Six Somali men accused of taking a French couple hostage on their yacht went on trial in Paris on Tuesday in France’s first prosecution of alleged Somali pirates.

    They are facing charges of hijacking, kidnapping and armed robbery after they allegedly seized the yacht and its crew, Jean-Yves Delanne and his wife Bernadette, both aged 60, off the coast of Somalia in 2008.

    They face life in prison if convicted.

    The six, aged between 21 and 35, were captured and flown to France after French special forces stormed the yacht, the Carre d’As IV, and rescued the couple. A seventh suspect was killed in the raid.

    One of the suspects was a minor at the time of the crime but the court granted the defence’s request to hold the trial in public and not behind closed doors.

    The suspects had reportedly demanded a ransom of $2 million (€1.5 million) for the couple’s release.

    But in the French courtroom on Tuesday only one of them admitted to taking part as an “underling” in the hostage-taking.

    “I was in such a financial situation, I have six children, it was then that I crossed paths with someone who recruited me,” said Ahmed Hamoud Mahmoud, a fisherman who is accused of being one of the leaders of the operation.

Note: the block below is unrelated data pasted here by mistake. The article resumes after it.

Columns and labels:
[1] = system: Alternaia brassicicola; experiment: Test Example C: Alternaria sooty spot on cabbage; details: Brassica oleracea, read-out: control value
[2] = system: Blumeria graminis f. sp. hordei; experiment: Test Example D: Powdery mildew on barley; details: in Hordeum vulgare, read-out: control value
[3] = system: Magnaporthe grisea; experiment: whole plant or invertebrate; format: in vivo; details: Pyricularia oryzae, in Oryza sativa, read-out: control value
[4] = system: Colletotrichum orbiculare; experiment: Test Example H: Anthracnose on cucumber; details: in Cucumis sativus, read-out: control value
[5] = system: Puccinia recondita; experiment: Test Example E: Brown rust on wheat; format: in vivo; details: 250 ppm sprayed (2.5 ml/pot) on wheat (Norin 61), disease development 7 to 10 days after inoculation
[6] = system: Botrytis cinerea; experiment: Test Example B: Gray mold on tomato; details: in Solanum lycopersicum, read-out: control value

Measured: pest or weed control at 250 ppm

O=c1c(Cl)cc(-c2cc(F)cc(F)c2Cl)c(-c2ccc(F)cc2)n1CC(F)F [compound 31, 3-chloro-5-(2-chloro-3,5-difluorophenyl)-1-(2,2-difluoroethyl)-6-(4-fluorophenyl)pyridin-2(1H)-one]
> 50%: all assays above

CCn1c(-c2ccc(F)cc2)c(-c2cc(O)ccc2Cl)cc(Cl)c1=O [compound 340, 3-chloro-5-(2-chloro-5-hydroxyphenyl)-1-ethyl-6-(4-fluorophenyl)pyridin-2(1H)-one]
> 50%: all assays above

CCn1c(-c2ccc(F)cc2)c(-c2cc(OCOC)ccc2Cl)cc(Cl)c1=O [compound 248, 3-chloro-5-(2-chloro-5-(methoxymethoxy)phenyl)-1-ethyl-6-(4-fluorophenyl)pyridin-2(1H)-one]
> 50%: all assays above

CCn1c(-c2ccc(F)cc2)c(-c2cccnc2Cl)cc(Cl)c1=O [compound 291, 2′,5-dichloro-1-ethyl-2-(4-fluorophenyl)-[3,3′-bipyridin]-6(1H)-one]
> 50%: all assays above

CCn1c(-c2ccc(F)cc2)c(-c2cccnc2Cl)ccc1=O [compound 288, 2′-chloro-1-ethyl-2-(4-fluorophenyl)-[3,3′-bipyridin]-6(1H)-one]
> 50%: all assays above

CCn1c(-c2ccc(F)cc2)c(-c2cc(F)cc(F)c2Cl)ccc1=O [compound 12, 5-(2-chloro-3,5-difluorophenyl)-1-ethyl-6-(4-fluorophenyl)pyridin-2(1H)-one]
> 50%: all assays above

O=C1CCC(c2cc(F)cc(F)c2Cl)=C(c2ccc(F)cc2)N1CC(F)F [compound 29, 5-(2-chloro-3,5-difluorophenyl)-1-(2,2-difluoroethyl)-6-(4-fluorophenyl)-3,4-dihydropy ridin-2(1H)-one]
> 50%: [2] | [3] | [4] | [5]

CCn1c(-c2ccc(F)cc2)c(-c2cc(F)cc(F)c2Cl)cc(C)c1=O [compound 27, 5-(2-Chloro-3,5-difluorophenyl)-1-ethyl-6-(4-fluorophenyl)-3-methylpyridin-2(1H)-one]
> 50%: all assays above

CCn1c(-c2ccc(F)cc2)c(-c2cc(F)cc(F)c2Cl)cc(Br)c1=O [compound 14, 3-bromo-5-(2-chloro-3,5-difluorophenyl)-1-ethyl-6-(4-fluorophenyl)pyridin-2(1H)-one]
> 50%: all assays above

Another Somali suspect claimed he himself was “kidnapped” by pirates who commandeered his boat to carry out the operation.

    One suspect spoke of being grabbed by pirates when he got into trouble in the Gulf of Aden en route to Yemen to look for work, while another said all he did was cook the food.

    Their trial, which resumes Wednesday and is expected to last to November 30th, marks the first time France has brought alleged Somali pirates to court.

    Somali suspects in three other cases are currently awaiting trial.

    Dozens of ships, mainly merchant vessels, have been seized by gangs off Somalia’s 3,700-kilometre coastline in recent years.

    The pirates travel in high-powered speedboats and are armed with automatic weapons and rocket-propelled grenades. They sometimes hold ships for weeks until they are released for large ransoms paid by governments or owners.

    AFP (fr) (